exec start wait-for-state WAITER=mything-waiter-networking WAIT_FOR=mything

And the other called 'mything' which is just

exec mything

I think an argument can be made to have 'start on starting networking' do all of this, but that will require some redesign of the networking bring-up in Ubuntu.

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I don't understand why, but that job does not seem to be executed at all. I don't see a test file that the job should create (echo .. >> /etc/..) nor do I see a log file in /var/log/upstart/. –  user1252434 Jun 28 '12 at 7:40
Note that in the past I believe there were several grave bugs in the scripts above, but I have corrected them after reviewing. So It's likely the previous commenter hit those bugs. –  SpamapS Feb 9 at 22:10

Could you simply start your job at start on startup? Is there any reason to tie it to the start of the networks, if you just need the configuration be changed before networking starts.

Edit: ok, that didn't work.

I'm not able to mess up with my init system right now, so I gotta give some advise untested:

First option: add task stanza to your job. It should make Upstart wait until it exits before launching pending networking/network-interface job. I'm fairly sure this isn't fixing the timing issue as there has been plenty of questions in AskUbuntu how to inject stuff into normal boot process.

Second option: use override files. I think network-interface.conf is the one you need to spoof. Sadly it uses pre-start section already, so instead of just making one up we need to copy it (and only it) to our network-interface.override file.

Once you've copied pre-start section, just modify the content to suit your needs. Original file stays as is, but pre-start section from your override literally overrides the one in the original job.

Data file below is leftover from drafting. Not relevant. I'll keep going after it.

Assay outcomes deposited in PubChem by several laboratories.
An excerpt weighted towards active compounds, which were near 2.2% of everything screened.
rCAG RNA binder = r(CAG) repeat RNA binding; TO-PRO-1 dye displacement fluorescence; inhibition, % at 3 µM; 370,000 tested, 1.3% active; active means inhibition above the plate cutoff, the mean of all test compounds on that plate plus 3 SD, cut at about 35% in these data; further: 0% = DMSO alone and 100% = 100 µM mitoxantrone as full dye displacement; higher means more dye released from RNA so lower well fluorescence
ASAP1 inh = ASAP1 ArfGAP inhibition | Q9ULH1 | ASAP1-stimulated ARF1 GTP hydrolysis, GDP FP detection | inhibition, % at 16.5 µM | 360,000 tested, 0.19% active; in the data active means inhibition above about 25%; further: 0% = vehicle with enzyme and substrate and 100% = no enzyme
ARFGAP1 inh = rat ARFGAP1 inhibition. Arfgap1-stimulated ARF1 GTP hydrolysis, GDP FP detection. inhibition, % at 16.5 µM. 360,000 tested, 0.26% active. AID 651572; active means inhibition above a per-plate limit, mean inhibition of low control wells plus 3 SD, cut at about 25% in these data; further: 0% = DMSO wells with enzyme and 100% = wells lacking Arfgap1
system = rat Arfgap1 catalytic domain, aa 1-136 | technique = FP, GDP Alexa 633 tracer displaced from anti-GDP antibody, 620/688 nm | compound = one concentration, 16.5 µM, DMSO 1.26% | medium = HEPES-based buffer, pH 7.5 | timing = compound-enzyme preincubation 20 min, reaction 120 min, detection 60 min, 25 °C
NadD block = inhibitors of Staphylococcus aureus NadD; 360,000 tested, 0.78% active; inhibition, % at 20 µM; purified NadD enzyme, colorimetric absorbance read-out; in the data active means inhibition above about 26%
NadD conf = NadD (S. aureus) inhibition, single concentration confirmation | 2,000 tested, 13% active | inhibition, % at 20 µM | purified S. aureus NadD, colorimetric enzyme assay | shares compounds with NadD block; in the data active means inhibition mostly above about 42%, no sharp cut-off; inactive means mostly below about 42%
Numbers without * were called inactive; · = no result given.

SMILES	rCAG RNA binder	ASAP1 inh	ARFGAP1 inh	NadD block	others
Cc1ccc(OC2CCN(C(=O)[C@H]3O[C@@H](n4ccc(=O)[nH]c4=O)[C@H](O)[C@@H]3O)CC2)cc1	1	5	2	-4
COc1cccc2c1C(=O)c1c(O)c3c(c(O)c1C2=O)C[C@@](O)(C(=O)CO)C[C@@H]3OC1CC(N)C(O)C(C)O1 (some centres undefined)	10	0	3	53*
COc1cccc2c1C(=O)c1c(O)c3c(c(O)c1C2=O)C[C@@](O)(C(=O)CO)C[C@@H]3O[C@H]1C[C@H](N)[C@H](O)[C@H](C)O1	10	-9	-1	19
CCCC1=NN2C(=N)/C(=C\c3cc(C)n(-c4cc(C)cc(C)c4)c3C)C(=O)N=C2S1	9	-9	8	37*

Hope either helps.

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No, unfortunately this does not work. I've tried to overwrite the config file in a simple test job and according to upstart's log the filesystem is not yet writable at that time. I think the condition needs to be tied somehow to networking anyway, because the config task has to delay network tasks until the changes are completely written. And AFAIK upstart tries to run jobs in parallel if it thinks they are independent, so I have to state that dependency. I had already tried a condition where filesystems are ready and network is starting, but that didn't trigger at all. –  user1252434 Jun 6 '12 at 8:15
Sorry for the late reply. I haven't fully tested your second option. I've just let the override add a single comment line into the config file (echo .. >> ..). It could add the line when bringing up lo, but there is no line about bringing up eth0. Upstart's log tells me, that when bringing up eth0 it could not write to the file, because it is on a read only file system. Interestingly it states "cannot create", so it might even still run on initrd at that time. –  user1252434 Jun 13 '12 at 7:52
If you're on read-only filesystem at the time it definitely makes it a problem. I'm pretty much out of options if you cannot write until your networking is running ... –  Tuminoid Jun 13 '12 at 10:12